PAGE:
Like most of us, I get all my news on social media these days. I rarely watch television news or pick up a newspaper, so I rely on Facebook and Twitter to keep me up-to-date with what’s going on in the world. I also use social media to keep on top of what’s going on with my friends. I see who is traveling where, who is unhappy with their latest haircut, and whose child is struggling in school.
But lately, the trivialities of Facebook have been eclipsed by the natural disasters that have befallen many parts of the U.S. and Caribbean. I find myself scrolling through my newsfeed some days, and often wishing for a rant about someone’s salon nightmare or a cat video. Just a few weeks ago, Harvey hit my beloved home state of Texas, destroying homes in the costal bend region. We were still reeling from Harvey when our friends in Florida were trying to decide whether to run from Irma’s path or batten down the hatches and hope for the best. And now, American citizens in the U.S. Territory of Puerto Rico are dealing with what’s been termed “apocalyptic levels of devastation.”
Many of my friends who live along the Texas Gulf Coast are still recovering and trying to decide what their rebuilding plans are going to be. Schools in Port Aransas just re-opened last week, and families are trying to resume some form of normalcy in the wake of disaster. But as I’ve scoured the Internet for news of Maria these last few days, I can’t help but wonder how long it will be until families in Puerto Rico can even think about normalcy.
My Floridian friends have been posting status updates about “Irma cleanup” and insurance claims. I’m saddened to see losses, and yet encouraged at the resiliency and sense of community all around, as people muck out their houses, make repairs, and try to get on with life. Because what else can they do?
Today, I’m sitting in my dry and comfortable house reading about the destruction Maria has left in Puerto Rico. I’m scrolling through my newsfeed feeling helpless and imagining what life is like right now for the families on the ground there. My biggest problem today is that my dishwasher won’t seal properly and my legs hurt because I overdid it at the gym.
Most of Puerto Rico is without electrical power. One of the few hospitals with a working generator is running out of fuel. Medical supplies are dwindling and there is no running water. We have to hope that the level of help and supplies needed to make an impact are on their way, but with many roads destroyed, there’s the worry that the supplies aren’t going to reach those in need. Phone lines are down and cell service is spotty, so anyone who has loved ones in Puerto Rico is probably pacing and refreshing their social media feeds and their email, in the hopes that they’ll hear something.
Hurricane Harvey missed the area where I lived by about 30 miles. We prepared for the worst and we were lucky. I watched and waited and refreshed for news of my friends in Houston and the coastal areas just like I waited anxiously for news of my friends in Florida after Irma’s landfall. Real people that I care about were in the path of both of those vicious storms, and for the most part, the people I know and care about suffered minor damage, when you stack it up against what could have happened. They were lucky, too.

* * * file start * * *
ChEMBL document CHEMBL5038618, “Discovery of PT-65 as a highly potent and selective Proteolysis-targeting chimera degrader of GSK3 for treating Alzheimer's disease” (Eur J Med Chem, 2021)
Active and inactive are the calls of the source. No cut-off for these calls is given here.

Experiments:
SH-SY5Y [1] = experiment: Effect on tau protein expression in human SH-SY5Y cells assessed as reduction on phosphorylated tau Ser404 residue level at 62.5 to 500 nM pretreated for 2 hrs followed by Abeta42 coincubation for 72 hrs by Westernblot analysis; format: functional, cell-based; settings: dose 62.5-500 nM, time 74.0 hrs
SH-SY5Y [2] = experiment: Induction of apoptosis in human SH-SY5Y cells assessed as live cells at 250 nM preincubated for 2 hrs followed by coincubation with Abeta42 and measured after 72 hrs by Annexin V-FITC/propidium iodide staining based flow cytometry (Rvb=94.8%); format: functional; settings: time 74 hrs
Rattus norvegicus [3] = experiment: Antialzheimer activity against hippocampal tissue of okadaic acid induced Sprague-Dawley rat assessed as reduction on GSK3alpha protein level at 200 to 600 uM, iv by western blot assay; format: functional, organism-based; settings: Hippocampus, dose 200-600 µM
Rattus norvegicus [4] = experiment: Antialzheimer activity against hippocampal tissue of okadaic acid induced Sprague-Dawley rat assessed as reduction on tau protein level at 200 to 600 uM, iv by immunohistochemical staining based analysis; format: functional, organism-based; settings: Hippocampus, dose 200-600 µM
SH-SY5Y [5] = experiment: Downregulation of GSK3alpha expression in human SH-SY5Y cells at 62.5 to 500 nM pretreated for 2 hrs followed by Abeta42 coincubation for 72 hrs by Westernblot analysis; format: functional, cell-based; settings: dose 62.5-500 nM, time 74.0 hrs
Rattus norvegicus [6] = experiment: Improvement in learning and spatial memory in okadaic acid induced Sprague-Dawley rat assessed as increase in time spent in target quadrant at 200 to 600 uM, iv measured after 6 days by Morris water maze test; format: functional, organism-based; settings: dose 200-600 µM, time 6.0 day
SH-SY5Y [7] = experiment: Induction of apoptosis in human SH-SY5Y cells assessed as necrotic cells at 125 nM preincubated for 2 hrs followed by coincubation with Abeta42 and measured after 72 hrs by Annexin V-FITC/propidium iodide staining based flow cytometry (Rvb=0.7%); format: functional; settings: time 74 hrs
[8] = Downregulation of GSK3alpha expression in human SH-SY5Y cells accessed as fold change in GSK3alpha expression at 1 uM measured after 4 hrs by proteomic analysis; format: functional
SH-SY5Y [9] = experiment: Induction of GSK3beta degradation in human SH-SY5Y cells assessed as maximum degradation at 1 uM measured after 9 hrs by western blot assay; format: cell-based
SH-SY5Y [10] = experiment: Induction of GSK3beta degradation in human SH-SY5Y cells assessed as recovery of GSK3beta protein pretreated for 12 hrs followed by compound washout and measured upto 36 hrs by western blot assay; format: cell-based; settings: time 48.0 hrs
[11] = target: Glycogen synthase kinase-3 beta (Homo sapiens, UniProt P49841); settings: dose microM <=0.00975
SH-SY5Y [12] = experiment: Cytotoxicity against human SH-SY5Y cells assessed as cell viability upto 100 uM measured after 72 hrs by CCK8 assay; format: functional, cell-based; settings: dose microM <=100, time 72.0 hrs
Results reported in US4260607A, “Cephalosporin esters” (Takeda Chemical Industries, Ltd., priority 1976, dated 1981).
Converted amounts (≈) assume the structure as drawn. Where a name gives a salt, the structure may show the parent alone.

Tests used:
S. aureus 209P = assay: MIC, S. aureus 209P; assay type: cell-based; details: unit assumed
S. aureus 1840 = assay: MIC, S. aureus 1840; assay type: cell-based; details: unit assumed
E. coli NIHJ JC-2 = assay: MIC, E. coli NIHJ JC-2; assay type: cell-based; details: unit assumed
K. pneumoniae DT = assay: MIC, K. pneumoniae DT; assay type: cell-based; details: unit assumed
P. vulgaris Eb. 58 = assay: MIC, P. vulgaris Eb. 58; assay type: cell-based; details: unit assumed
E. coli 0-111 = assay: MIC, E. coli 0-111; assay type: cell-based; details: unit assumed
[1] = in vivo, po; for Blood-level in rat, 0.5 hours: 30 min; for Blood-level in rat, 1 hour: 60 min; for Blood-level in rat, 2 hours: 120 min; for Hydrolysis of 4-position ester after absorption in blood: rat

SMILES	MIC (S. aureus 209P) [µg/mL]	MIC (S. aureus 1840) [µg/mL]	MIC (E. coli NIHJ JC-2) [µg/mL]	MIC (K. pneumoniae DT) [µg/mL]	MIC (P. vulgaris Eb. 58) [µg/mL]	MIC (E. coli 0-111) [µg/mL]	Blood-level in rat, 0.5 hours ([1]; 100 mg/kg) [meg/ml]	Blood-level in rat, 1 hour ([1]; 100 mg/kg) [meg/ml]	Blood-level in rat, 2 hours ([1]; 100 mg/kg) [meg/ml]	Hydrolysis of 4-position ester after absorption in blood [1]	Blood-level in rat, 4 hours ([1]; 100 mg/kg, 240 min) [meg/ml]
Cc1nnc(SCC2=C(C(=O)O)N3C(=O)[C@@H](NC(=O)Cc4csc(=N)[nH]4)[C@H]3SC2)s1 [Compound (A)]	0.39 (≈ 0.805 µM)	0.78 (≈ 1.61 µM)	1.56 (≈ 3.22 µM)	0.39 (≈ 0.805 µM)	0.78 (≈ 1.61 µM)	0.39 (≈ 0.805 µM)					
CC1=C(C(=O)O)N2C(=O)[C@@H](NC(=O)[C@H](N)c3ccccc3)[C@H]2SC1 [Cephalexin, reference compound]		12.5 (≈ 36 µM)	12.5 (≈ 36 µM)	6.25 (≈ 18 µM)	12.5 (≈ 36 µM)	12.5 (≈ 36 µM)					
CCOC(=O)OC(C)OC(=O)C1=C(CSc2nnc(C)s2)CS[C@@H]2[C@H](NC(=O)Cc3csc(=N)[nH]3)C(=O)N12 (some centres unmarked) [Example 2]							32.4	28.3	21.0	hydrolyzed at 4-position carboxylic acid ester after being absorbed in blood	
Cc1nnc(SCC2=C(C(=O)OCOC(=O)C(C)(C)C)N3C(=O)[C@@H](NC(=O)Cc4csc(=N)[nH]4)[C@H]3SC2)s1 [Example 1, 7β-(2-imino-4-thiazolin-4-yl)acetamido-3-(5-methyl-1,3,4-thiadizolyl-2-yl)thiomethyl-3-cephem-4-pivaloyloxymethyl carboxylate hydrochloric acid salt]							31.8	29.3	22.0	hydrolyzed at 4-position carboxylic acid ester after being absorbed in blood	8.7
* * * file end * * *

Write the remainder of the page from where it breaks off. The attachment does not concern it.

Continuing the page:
I don’t know anyone who lives in Puerto Rico. If I have a friend or relative that’s been traveling to that area, I’m unaware. There’s no one on the island that I have a personal connection to.
And yet, my heart still hurts.
Because it’s not just another news story. Because there are real people who have lost their homes and are at risk. Because the response to Harvey and Irma was impressive and the suggestion that enough wasn’t being done to help wasn’t there.
This feels different.
Maybe it’s because Puerto Rico is an island, and getting supplies to those who need them presents more of a logistical challenge. Maybe it’s because Puerto Rico’s electrical grid is old and maybe beyond repair, and just “turning the power back on” isn’t that simple. Maybe it’s the suggestion that the power of FEMA isn’t responding as fast as it the people of Puerto Rico need.
Maybe it’s the fact the people impacted by Maria are real people, just like my neighbors in Houston. Just like my friends in Florida.
They are more than just another news story. They are American citizens who are in peril, and I can’t do anything to help them, other than to give money to the Red Cross and UNICEF. Along with praying and worrying; with feeling helpless and useless.
As I sit in my comfortable, dry home, I realize I have nothing to complain about. I’m embarrassed about my level of annoyance over my broken dishwasher. There are families tonight that are stranded in apartment houses with the roofs blown off. Children are exposed to the elements, babies are without diapers, and moms who are probably trying to keep a brave face while wondering where their next meal is going to come from.
The near-miss of Harvey and the way I’ve seen my community come together to help people impacted by disaster has forever changed me. I know when I go to bed tonight, I’ll still be thinking about the families in Puerto Rico who are facing so much uncertainty right now. I’ll think about my kids tucked in their warm beds with full bellies and yes, I’ll realize that we’re lucky but no, I won’t stop thinking about those who aren’t.
Neither should you.